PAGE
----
The game uses hacking in a variety of minigames, where both players have to match lines, complete button sequences and rapidly tap. I was told there would be more to come in this department, so I can’t imagine these getting old anytime soon. Playing through both sides, I found myself greatly enjoying the world and gameplay as I helped my partner escape out of locked rooms, distracted guards and more while he disabled firewalls and bugged out security programs.

Of course, longevity is a questionable thing and boy does Piece of Cake have you covered. Hacktag will have online and couch co-op, along with a five-hour story campaign for each of the three corporations. In addition, there will be weekly challenges to beat the studio as well as a seed/procedural-generation system where you can share levels with your friends and foes.

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This only happened once or twice. Promise.

Perhaps the highest praise I can give this game is that, during my playtest, Bérenger took a moment to gather some data while I was being chased by an angry security system that caught me trying to sneak past it. “Ugh you JERK!” is what I said, but despite this, I still wanted to help. This wasn’t a co-op game where a partner acting selfish hurts you both and provokes spite. No, it made me think of smarmy, sarcastic hackers exchanging quips and one-liners while they had a love-hate relationship from movies and television shows. Piece of Cake Studios has done something amazing with this game and I really cannot wait to play it again with a friend of mine in the near future.

Hacktag is currently on Steam Greenlight, with PS4 and Xbox One support in the future. I highly recommend you give it a go, as co-op games of this caliber should be supported and loved. Even if you exchange some harsh words with your friend who skulked with data while you nervously paced in a prison cell.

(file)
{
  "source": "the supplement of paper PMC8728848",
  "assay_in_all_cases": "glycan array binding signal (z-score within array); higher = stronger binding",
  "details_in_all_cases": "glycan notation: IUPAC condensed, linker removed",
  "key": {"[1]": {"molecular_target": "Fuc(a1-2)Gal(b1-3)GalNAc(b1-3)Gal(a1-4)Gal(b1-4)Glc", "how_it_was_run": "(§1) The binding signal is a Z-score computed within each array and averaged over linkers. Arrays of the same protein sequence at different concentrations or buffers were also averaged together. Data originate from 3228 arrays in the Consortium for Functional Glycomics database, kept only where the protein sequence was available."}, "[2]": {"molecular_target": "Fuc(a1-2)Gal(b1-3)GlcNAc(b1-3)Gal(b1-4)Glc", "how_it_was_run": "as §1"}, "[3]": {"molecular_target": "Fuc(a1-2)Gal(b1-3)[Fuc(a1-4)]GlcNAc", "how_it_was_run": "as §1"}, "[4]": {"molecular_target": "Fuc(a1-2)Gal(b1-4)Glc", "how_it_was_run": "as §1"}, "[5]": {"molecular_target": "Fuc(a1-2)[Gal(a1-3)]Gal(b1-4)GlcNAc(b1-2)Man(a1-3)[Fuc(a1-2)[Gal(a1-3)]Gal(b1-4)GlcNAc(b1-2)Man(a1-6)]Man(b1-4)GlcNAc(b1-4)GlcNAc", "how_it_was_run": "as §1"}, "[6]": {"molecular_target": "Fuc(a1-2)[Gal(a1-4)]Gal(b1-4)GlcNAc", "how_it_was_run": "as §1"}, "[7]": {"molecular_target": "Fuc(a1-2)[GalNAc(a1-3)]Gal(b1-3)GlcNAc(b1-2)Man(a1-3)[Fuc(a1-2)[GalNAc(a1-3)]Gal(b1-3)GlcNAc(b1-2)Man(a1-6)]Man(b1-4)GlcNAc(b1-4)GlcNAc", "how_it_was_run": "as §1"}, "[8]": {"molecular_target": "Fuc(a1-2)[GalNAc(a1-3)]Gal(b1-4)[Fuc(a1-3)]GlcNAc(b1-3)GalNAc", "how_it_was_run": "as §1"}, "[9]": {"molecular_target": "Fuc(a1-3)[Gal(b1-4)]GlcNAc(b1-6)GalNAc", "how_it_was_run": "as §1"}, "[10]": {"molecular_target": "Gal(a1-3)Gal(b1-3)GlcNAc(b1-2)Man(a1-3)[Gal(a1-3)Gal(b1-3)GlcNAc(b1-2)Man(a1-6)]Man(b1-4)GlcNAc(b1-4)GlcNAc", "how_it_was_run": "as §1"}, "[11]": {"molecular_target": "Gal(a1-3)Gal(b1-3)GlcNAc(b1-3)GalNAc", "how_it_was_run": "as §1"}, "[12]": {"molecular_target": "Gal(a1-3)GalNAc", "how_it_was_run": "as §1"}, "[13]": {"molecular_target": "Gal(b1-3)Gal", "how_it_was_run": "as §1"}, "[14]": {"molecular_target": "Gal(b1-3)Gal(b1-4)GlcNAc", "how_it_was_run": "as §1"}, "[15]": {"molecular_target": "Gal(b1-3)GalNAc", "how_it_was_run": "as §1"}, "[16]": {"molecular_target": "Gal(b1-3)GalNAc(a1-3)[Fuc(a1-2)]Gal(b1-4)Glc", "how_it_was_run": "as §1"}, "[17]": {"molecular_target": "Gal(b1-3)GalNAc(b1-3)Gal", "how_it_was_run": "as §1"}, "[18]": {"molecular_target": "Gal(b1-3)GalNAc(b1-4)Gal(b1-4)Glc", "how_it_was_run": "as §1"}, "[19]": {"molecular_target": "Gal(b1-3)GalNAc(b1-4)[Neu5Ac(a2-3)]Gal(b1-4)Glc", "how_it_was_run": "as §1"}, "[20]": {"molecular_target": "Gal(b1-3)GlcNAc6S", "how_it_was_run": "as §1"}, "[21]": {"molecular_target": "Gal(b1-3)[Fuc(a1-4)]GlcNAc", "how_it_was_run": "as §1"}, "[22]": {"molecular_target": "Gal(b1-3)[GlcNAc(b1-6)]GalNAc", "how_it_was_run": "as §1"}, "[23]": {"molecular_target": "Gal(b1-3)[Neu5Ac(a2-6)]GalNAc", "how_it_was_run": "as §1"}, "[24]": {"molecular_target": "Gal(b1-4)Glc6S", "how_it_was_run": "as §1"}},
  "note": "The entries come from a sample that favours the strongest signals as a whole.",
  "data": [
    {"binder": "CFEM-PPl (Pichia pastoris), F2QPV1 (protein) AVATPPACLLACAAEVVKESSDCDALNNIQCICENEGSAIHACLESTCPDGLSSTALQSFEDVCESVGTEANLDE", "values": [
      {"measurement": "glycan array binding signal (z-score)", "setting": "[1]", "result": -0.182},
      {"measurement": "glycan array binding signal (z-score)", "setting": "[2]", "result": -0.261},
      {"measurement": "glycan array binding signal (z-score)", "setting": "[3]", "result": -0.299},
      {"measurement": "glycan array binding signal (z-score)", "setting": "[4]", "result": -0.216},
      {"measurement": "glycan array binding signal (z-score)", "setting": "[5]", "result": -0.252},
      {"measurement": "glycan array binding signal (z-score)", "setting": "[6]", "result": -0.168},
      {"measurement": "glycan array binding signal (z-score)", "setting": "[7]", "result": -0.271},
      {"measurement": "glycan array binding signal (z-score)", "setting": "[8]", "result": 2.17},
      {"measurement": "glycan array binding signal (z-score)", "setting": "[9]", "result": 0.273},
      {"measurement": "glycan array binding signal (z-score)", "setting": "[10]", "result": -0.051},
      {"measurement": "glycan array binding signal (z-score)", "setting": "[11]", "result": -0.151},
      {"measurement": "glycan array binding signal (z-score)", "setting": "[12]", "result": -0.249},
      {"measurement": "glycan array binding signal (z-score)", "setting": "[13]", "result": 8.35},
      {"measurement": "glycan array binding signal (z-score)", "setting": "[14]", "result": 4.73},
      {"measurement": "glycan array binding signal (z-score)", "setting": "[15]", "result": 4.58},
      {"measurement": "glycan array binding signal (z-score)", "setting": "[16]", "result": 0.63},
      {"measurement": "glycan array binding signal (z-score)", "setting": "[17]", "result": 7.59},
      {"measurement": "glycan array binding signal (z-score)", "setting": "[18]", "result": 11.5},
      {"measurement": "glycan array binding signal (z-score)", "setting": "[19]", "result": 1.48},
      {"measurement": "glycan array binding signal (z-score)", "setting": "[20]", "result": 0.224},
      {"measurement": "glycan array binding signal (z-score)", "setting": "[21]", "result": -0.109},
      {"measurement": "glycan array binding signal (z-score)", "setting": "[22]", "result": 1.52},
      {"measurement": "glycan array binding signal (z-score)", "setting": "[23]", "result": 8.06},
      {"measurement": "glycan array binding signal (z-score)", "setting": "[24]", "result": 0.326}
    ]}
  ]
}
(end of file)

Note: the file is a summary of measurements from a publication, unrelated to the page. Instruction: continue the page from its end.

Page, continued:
All pictures credit to Piece of Cake Studios.

Multiple Versions: Archaic Mechanic or Useful Expansion?

Since picking up Pokemon Sun for my trip next week, I started thinking about how some game companies still do multiple versions of a single game. I felt the need to dig into this and to further explore if this system is something archaic or something that is still necessary.

As an Archaic Mechanic

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Perhaps the biggest criticism one can make about games with multiple versions is that they’re no different than the board game example I linked above: The same game sporting one-or-two unique features and a handful of cosmetic fluff that doesn’t warrant the price tag of an entirely new game.

Pokemon in particular is pretty bad with this; When you consider the differences between Sun and Moon, the most you can attest is that there are a handful of different pokemon in each. Sure, there are some mechanical nuances such as starter gender or otherwise, but the games are fundamentally the same.There are rarely unique mechanics that you can find in either that don’t carry over.

To further exacerbate this issue, these games are often sold at the same price. Meaning that sometimes if you want to catch an extra ten pokemon to complete your pokedex, you need to either find someone to trade with or drop another forty on the same game. It’s no fun to have to buy the same game twice for minute differences…

As a Useful Expansion

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When done correctly, different versions can serve as impressive expansions or differences that make the two games truly unique, even if they use the same mechanics. The perfect example would be the two fire emblem games. Despite having the same mechanics, each path is radically different.